For Murali Chandrashekaran, UBC’s first Vice-Provost, International, universities are key to building a more just and prosperous world.
“Universities bring people together from all over the world, expose us to knowledge and experiences about the world, and can empower us all to want to solve problems facing our planet. But in order to do this, we need to have people from around the world here at UBC, and we need UBC to be out in the world.”
That’s where UBC’s international strategy comes in to play. “It’s a call to action for UBC’s global engagement,” Murali explains.
“It outlines a new way of thinking about UBC’s role in the world and sees our institution as having a social purpose and a responsibility to society, both locally and globally.”
One prominent example of the university’s changing role in the world is the recently formed U7 Alliance. In June, UBC’s President and Vice-Chancellor, Santa Ono, returned from the inaugural U7 summit in Paris, France, which convened university leaders from leading institutions in G7 countries as well as 14 other nations to co-create a series of commitments that universities can pursue to address the most pressing global challenges in a multilateral context.
Santa said he was “beyond impressed” with French President Emmanuel Macron’s support of the alliance. This new positioning of universities as engaged global actors lies at the heart of UBC’s evolving international strategy.
Development of the international strategy framework
The initial international strategy framework was developed based on input received during a two-year consultation process that led to the creation of UBC’s strategic plan: Shaping UBC’s Next Century. Discussions within the Local and Global Engagement Working Group, as well as feedback obtained from open houses and online surveys, engaged more than 8,000 community members, and more than 1,100 people commented specifically on the priorities and actions under the plan’s Local and Global Engagement core area.
The framework developed was tested and further refined during a six-month consultation process that has so far engaged more than 450 members of the UBC community. The result is a draft framework, themes and action directions that focus squarely on UBC’s purpose, as outlined in Shaping UBC’s Next Century: fostering global citizenship and contributing to a more just and sustainable society.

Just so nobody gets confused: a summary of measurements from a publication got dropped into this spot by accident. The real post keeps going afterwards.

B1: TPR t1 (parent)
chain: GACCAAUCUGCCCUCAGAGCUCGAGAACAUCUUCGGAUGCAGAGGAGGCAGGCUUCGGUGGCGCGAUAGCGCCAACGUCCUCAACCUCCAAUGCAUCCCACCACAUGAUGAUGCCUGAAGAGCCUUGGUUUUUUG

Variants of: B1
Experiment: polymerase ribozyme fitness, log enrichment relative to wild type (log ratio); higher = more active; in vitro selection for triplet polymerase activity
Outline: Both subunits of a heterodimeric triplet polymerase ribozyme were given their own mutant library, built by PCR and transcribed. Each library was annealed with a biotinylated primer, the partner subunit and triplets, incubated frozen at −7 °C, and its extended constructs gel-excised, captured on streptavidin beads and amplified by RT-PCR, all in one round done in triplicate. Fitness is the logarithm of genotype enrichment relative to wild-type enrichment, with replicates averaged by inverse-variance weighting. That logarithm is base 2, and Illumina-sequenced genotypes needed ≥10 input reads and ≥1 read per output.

“What we’ve heard from the community has been nothing short of inspiring,” Murali says.
“In many cases, the consultation process has served to surface incredible work that our Faculties, individual faculty members, students and staff are already doing to foster global citizenship and contribute to a world where all people can thrive.
“And in others, it has highlighted a desire or need to do more. Throughout the process, the level of resonance and consensus has been high, particularly in relation to support for the core themes and how we should approach our global engagement.”
In fact, Santa has adopted global engagement as one of his top four priorities for his current term, calling it “a strategic imperative for our university.”
“The new international strategy will be key in further supporting UBC’s purpose of fostering global citizenship and building a better world, while also providing guiding values and principles to assist in decision-making related to UBC’s international activities.”
Gaining feedback from the UBC community has been incredibly important to Murali as he and his team work towards launching the strategy in the winter. Through an online survey, community members were given the opportunity to provide their thoughts on the draft framework, themes and action directions, and share how these pieces not only inspire staff, faculty and students, but also how UBC can best engage to bring the strategy to life.
After distilling the comments received, a final draft of the strategy will be presented to a number of stakeholders for additional input, including student leadership and the Association of Pacific Rim Universities’ Senior International Leaders Meeting, taking place on UBC’s Vancouver campus from September 18 to 20, 2019.
An official launch will take place later in the winter, after the strategy has been presented to UBC’s Board of Governors. Working groups will then be formed to create specific actions, determine resources needed, and develop implementation plans under each thematic area.
As for Murali, he believes the new strategy has ‘amazing potential’, and notes, “UBC is already North America’s most international university, but we recognize that sustained excellence in research, education and engagement depends on the integration of diverse perspectives and approaches.
“This international strategy sets a path to harness the energies and strengths of an extraordinary institution and its many partners to affect sustainable and positive change, both locally and globally.”